Press Office

Wednesday 29 Oct 2014

Press Release

BBC reveals significant audience increases with new Live +7 figures for January and February's television programmes

The BBC has today published the first two months' figures for its new Live +7 data and has confirmed plans to publish audience appreciation information later this year.

These new measures will combine to provide the BBC with its most accurate assessment of programme value to date. As revealed by former Director, BBC Vision Jana Bennett last November, Live +7 measures the total audience consuming content across all platforms, including live, recordings, narrative repeats, BBC iPlayer and HD for seven days after transmission.

The system makes extensive use of BARB data and collates these ratings relating to a particular programme or episode alongside BBC iPlayer stats.

The results, to be published monthly, show that some of the BBC's most watched shows experience an increase of over four million viewers when measured over seven days. Crucially however, in the case of smaller shows, particularly on digital channels, the total audience for a show can increase by several hundred percent. These figures demonstrate that whilst overnight viewing figures are still extremely important, they increasingly tell only a part of the story.

Highlights from the first set of Live +7 figures published show the following programmes increased their audience as follows:

  • Come Fly With Me (BBC One 01.01.11) up 40% to 10.1m
  • Question Of Sport (BBC One 10.01.11) up 210% to 6.6m
  • Top Gear (BBC Two 30.01.11) up 97% to 10.6m
  • Madagascar (BBC Two 16.02.11) up 79% to 6.0m
  • Junior Doctors (BBC Three 22.02.11) up 190% to 3.5m
  • How To Live With Women (BBC Three 28.02.11) up 387% to 1.35m
  • The Brain – A Secret History (BBC Four 06.01.11) up 127% to 983,000
  • Romancing The Stone: The Golden Ages Of British Sculpture (BBC Four 09.02.11) up 198% to 502,000

David Bunker, Head of Audience Research, BBC Vision said: "The new Live +7 measure is very important to us as it helps us to see the total audience watching a show. Whilst these figures do not represent a replacement for the overnight information, it will be a very useful additional piece of data."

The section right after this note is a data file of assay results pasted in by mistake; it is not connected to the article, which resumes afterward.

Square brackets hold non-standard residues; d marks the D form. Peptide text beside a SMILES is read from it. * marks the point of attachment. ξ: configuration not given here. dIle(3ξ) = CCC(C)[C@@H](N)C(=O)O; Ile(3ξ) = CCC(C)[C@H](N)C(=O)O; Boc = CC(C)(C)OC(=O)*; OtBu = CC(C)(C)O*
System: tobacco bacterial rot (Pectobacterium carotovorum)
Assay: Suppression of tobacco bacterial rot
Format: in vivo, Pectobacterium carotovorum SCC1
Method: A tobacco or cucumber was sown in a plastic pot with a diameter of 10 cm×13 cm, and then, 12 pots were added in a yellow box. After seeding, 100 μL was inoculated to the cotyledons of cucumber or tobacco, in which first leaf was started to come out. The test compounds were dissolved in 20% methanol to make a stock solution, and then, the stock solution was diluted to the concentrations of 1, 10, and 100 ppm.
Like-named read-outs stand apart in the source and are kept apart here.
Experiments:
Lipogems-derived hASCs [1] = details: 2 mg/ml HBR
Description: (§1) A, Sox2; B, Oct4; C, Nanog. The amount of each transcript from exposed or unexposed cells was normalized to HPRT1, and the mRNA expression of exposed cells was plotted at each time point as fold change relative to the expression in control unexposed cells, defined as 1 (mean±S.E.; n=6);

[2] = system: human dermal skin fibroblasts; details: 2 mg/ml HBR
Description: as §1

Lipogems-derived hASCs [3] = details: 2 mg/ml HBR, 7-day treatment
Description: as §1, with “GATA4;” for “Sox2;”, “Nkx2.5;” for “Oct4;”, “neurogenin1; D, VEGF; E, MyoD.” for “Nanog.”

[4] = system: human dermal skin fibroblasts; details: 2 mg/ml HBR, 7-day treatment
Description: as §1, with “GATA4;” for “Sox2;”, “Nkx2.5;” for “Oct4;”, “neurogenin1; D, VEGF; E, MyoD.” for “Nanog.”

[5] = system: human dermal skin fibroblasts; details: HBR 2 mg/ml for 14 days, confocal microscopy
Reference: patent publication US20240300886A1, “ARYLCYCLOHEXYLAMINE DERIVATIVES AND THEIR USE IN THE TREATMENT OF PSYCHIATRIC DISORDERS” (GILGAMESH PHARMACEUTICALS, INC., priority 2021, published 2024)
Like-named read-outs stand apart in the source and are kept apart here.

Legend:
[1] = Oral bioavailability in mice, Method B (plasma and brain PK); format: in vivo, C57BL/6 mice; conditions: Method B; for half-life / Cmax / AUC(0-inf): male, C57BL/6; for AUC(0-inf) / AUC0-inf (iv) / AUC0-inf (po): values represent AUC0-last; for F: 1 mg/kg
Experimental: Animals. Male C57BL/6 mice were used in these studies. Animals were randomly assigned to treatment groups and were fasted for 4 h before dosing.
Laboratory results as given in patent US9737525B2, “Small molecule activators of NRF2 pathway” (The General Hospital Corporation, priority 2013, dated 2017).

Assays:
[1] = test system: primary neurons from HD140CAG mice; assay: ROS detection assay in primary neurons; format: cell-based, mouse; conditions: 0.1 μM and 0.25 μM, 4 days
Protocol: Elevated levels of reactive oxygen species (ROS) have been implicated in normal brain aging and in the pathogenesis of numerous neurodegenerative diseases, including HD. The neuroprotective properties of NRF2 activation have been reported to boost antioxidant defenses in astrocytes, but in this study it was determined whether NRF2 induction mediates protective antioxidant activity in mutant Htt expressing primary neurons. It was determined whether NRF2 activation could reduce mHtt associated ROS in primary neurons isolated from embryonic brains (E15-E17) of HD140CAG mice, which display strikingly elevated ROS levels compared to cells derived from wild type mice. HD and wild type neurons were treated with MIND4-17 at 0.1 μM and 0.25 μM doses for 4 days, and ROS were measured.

George Entwistle, Acting Director BBC Vision, added: "While audience volume is only one piece of the jigsaw that makes up how we determine the value of a programme it is important that we are able to measure its true size. Live +7 allows us to do just that."

The BBC has also confirmed that it will publish quality data from later this year though the start date and for this has yet to be confirmed.

George Entwistle added: "By combining quality metrics with the Live +7 data we will be able to form a pretty accurate picture of how a programme has been received by its audience."

Notes to Editors

What is Live+7?

Live+7 is a measurement of all viewing in the seven days following first broadcast. It is the BBC's response to how to measure TV viewing in the new media landscape. In the past, a programme was broadcast once, at a set time, and people either watched it there and then or not at all. The overnight audience figure the next day reflected the whole story.

Now audiences can watch a programme live as it is first broadcast, record or bookmark it to watch an hour, day or week later, watch a scheduled repeat on another channel, watch it on demand on the BBC iPlayer – or a combination of all these. The BBC has therefore combined its audience data collection sources to tackle the measurement problem this created.

How does it work?

Programmes watched through a TV set are measured by BARB (Broadcasters' Audience Research Board). To their figures we add viewing on other platforms such as our own iPlayer. Adding these sources together we get a single figure for viewing of one programme over seven days.

About BARB

BARB started reporting UK television audiences in 1981, providing the industry-standard audience measurement service for television broadcasters and the advertising industry. It is a not-for-profit limited company owned by BBC, ITV, Channel 4, five, BSkyB and the Institute of Practitioners in Advertising.

JP

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